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Evading Responsibility
Hong Young-ki  |  ghddudrl@hanyang.ac.kr
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[328호] 승인 2015.12.01  
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On November 5 , 2015 , Lee Sung-ho and Heo Ji-woong, one of the two running candidate pairs for the General Student Association(GSA) election of 2016, were disqualified according to a notice by the Central Election Management Committee(CEMC) at Hanyang University(HYU) at the ERICA Campus. The notice said that Lee could not participate in the election as department student presidents cannot run for GSA presidency and Lee’s resignation as the president of his department had not been processed in time. In response, Lee and Heo expressed their opposition in a post on Facebook to what they viewed as an unreasonable notification. They also posted hand-written posters on all the buildings at the ERICA Campus. The election body, CEMC, consists of student presidents from individual colleges at ERICA with the GSA president and vice-president elected at the top. The purpose of CEMC is to establish adequate standards to achieve fair elections through a transparent voting process. This latest issue has unveiled the failure of CEMC to act as a transparent and responsible governing body for Hanyangians.


The Background of the Story

The opposition team to Lee and Heo requested a one-sided reexamination of Lee’s qualifications as the GSA president. Accepting this request, CEMC unilaterally decided that Lee was no longer eligible for GSA candidacy. This was because his resignation from the post of department student president had not been approved by the vice-president’s seal. Bang Yong-h o , disputed this decision, pointing out the ambiguity of the interpretation of electoral regulations - specifically Section 5 which says that, “To qualify for candidacy in a GSA election, those who belong to CEMC or the Student Association must resign from their positions in advance with the approval of the president is resigning, the vice president must give approval.” However, this can be interpreted in two ways. The first is that the vice-president has to approve the resignation on behalf of the president. Due to such ambiguous conditions, Lee did not believe he was required to obtain the seal of approval for his resignation.


The Stance of CEMC

CEMC maintains that the disqualification was just as seven out of its nine members agreed that Lee has no right to run for the election. CEMC also argues that it is unreasonable for Lee to claim that Section 5’s terms are ambiguous. It claimed that Lee, as a member of CEMC, should have known firsthand that Section 5 requires a sealed approval. They also pointed out discussions had been made in the past to specify the terms, where Lee was present. Furthermore, the vice-president from the College of Science and Technology said Lee ignored her when she explicitly told him that he must get the approval seal from her in advance. Also, according to CEMC, although Lee sought advice from the Head of CEMC before the process of resignation, the Head gave him his personal opinion as an individual, and that his comments should not have been taken as general truth or official policy.

The Opinions of the Lee and Heo Election Headquarters
Lee and Heo continue to argue that the Section 5 can be interpreted as “the vice-president has to approve the resignation on behalf of the president.” A number of professors from the Department of Korean Language and Literature at ERICA Campus have shown their support for Lee and Heo, saying the Section was open to different interpretations. Lee and Heo said, “We just want to know there as on why CEMC refuses to listen to our view on the ambiguity of regulation Section 5. It is unreasonable for CEMC to disqualify us without considering our side of the story.” Lee Young-hee, the Bachelor of Korean Language and Literature, said and added, “It is not common for the president to be required to get a seal of approval from the vice-president who is in a subordinate position. It is more reasonable to assume that such an approval would need to be obtained from a higher authority.” Furthermore , Lee and Heo have criticized the CEMC’s lack of consistency. According to Lee, the Head of CEMC had told him that a seal was not mandatory. However, CEMC claims that the statement was not an official statement but a personal opinion to Lee’s question. This excuse, to many Hanyangians, appears contradictory as CEMC announced on Facebook that the Head of CEMC should be consulted regarding any electoral issues. However, CEMC considers the confirmation given by its Head as an unofficial response. This statement shows that their argument is full of contradictions.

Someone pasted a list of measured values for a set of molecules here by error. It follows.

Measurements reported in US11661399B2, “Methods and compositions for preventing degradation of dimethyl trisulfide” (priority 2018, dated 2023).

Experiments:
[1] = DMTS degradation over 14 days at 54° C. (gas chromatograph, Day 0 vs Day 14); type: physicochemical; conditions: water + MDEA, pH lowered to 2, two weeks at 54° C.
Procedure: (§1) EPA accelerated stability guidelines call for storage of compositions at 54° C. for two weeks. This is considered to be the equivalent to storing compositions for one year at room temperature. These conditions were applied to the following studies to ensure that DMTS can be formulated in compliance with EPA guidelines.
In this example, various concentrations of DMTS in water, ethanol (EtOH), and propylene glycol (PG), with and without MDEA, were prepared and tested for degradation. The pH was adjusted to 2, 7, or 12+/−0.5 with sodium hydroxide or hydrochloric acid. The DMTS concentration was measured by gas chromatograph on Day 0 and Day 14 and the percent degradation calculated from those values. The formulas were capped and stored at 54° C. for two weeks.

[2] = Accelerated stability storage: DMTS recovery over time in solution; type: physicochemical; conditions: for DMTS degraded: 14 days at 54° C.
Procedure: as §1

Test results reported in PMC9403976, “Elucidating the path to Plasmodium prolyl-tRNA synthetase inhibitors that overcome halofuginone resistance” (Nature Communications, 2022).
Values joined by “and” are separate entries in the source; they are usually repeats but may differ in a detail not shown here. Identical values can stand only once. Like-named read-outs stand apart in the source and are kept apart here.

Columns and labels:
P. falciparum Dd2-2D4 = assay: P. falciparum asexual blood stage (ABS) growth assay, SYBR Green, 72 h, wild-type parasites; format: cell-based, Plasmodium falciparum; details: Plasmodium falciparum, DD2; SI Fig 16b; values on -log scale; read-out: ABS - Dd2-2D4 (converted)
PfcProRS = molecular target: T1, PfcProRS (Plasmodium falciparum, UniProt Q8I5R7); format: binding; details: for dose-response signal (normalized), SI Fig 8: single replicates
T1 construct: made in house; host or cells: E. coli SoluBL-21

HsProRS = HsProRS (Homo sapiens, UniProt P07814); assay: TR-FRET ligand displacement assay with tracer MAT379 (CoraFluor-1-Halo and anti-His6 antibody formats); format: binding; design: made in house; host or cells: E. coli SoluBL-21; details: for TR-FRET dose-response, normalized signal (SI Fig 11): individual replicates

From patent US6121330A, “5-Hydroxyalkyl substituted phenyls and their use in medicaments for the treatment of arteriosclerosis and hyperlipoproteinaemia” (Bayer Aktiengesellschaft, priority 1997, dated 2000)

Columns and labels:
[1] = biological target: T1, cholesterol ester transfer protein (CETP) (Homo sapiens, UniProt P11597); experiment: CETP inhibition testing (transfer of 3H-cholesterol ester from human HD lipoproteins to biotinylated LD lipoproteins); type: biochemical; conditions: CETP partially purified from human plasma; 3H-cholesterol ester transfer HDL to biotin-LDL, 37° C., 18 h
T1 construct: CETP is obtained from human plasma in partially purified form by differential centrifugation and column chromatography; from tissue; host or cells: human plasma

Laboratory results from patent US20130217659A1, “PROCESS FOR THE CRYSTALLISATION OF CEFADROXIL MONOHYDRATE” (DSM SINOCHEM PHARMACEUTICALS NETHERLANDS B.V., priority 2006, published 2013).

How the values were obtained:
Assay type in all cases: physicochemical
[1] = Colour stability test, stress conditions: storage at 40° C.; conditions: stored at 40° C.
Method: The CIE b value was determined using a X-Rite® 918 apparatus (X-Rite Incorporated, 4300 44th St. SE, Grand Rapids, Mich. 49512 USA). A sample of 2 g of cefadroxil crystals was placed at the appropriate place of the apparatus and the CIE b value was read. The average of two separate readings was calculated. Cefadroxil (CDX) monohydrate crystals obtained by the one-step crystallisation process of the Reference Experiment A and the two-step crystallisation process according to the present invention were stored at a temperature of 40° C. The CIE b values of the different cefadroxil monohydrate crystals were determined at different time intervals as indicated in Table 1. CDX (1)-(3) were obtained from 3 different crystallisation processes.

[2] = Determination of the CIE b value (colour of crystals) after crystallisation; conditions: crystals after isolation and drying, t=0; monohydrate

Lack of Communication Between CEMC and Hanyangians
This incident is actually not the first time that a dispute broke out over Section 5. Last year, one of the running candidates for GSA was disqualified for the same reason. The repetition of the problem indicates that CEMC has not made proper efforts to communicate with Hanyangians to resolve this matter and they are refusing to admit their obvious mistakes. Kim Sang-jean, a Professor from the Department of Korean Language and Literature at HYU, said, “Although many Hanyangians have raised their voices against CEMC regarding this matter, CEMC has not provided clear reasons for the disqualification. Failing to communicate with their fellow Hanyangians and deliberately skirting the issue resembles what politicians are doing these days. It is important for young people, especially in leading roles, to accept their mistakes and apologize for their unreasonable behavior for the sake of clean and fair elections. This will ultimately lead to greater public trust by Hanyangians.” 



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